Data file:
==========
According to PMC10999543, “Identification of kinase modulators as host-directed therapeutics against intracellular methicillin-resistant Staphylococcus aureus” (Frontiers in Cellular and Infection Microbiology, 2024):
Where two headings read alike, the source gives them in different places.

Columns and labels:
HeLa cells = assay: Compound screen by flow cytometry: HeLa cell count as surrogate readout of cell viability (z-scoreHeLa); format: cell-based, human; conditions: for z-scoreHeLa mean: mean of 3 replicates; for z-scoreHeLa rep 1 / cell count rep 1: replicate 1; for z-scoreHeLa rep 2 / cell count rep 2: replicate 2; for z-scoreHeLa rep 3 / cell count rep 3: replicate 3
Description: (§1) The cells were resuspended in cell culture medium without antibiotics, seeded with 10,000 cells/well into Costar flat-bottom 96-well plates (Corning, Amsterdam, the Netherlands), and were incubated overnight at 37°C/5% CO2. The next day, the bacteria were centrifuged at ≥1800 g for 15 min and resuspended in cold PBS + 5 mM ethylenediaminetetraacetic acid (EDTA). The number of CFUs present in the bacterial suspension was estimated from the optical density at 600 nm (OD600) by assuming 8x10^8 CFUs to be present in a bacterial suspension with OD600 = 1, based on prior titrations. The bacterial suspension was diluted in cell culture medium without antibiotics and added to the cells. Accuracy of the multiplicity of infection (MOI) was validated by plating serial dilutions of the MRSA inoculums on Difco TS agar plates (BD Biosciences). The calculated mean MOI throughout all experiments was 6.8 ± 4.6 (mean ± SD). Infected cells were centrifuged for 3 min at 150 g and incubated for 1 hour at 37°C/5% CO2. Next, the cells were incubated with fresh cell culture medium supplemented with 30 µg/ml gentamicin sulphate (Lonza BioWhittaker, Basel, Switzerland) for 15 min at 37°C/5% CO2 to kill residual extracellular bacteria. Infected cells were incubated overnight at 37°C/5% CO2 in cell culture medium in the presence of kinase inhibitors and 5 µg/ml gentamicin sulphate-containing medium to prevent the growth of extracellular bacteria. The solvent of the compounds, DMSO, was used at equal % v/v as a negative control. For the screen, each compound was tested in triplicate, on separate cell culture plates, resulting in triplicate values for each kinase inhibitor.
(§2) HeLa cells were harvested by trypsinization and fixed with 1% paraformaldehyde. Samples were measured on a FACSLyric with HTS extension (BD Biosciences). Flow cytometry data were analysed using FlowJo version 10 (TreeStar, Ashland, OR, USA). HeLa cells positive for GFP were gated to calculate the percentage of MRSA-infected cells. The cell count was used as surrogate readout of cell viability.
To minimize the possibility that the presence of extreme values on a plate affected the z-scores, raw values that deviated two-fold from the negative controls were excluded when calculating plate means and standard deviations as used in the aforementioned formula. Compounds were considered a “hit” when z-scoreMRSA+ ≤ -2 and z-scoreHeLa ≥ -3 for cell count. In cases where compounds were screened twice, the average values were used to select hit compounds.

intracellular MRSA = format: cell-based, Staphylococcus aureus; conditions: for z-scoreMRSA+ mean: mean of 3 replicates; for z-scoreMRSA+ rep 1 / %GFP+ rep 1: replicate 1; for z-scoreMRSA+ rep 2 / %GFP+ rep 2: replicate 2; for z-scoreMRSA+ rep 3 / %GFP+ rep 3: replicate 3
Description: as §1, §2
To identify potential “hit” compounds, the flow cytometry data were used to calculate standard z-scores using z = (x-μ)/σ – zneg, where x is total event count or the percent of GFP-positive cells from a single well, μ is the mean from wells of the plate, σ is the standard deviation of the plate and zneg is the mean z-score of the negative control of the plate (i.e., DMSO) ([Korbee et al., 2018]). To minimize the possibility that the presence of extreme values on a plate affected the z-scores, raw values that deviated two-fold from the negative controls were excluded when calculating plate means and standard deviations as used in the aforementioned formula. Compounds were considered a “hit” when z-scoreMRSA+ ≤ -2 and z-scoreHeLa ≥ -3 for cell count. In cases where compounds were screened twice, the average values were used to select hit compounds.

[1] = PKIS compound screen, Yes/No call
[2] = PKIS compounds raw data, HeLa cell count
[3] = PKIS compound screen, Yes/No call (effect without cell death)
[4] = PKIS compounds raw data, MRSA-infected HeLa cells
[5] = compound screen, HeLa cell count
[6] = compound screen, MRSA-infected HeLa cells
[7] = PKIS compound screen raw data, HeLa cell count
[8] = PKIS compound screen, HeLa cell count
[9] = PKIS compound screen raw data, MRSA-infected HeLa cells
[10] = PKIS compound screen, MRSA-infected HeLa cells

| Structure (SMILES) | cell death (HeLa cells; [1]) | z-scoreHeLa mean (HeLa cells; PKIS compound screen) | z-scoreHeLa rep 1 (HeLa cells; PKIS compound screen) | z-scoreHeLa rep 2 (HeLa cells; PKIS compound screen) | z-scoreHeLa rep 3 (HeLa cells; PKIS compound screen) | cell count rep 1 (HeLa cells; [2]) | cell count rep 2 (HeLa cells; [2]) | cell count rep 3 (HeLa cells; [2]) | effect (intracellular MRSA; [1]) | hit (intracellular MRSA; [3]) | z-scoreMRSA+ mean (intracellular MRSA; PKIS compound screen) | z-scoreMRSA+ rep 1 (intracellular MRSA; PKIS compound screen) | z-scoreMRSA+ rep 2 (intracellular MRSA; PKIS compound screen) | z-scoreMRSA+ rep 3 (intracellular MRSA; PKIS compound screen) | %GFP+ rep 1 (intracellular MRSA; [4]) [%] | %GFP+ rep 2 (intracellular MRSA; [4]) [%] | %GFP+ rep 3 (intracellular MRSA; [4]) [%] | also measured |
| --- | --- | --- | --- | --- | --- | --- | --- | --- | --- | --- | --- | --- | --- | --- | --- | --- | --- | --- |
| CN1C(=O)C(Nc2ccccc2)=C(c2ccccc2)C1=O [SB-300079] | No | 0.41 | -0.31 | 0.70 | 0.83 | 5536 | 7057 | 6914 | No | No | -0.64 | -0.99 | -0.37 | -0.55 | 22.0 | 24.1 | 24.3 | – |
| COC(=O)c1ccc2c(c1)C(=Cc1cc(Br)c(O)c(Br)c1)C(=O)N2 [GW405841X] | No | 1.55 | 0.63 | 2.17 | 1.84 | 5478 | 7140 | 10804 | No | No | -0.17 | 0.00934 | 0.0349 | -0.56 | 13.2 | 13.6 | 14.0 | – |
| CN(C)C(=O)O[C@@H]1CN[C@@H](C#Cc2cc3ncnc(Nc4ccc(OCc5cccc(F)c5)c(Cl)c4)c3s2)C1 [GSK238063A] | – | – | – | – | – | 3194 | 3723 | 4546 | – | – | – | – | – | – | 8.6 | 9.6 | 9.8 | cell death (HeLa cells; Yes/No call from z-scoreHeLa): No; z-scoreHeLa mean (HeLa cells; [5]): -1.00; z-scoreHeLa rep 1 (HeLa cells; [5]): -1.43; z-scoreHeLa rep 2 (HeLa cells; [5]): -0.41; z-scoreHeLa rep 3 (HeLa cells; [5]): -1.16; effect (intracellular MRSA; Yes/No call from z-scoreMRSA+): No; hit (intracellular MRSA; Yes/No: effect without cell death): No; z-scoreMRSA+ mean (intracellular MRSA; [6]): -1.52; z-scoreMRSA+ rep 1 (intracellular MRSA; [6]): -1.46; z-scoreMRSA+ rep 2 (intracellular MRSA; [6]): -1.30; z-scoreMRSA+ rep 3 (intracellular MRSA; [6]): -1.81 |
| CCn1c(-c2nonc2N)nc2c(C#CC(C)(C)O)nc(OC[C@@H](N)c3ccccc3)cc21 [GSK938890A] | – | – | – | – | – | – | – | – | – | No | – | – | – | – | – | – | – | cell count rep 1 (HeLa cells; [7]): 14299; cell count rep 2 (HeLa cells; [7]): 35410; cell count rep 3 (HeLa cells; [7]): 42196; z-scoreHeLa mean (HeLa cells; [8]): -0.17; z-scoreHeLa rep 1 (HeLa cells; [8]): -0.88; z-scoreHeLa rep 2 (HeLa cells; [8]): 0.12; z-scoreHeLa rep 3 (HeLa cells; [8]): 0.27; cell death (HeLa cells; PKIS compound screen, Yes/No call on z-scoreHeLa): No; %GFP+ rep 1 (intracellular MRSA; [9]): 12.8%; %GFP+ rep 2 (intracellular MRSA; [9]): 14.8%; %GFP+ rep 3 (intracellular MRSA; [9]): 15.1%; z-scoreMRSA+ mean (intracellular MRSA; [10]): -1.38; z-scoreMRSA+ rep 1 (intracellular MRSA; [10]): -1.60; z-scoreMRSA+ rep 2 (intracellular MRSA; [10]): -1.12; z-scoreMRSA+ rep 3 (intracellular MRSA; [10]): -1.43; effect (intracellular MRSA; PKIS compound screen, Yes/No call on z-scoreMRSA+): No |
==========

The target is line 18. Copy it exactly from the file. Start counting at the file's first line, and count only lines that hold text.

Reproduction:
[8] = PKIS compound screen, HeLa cell count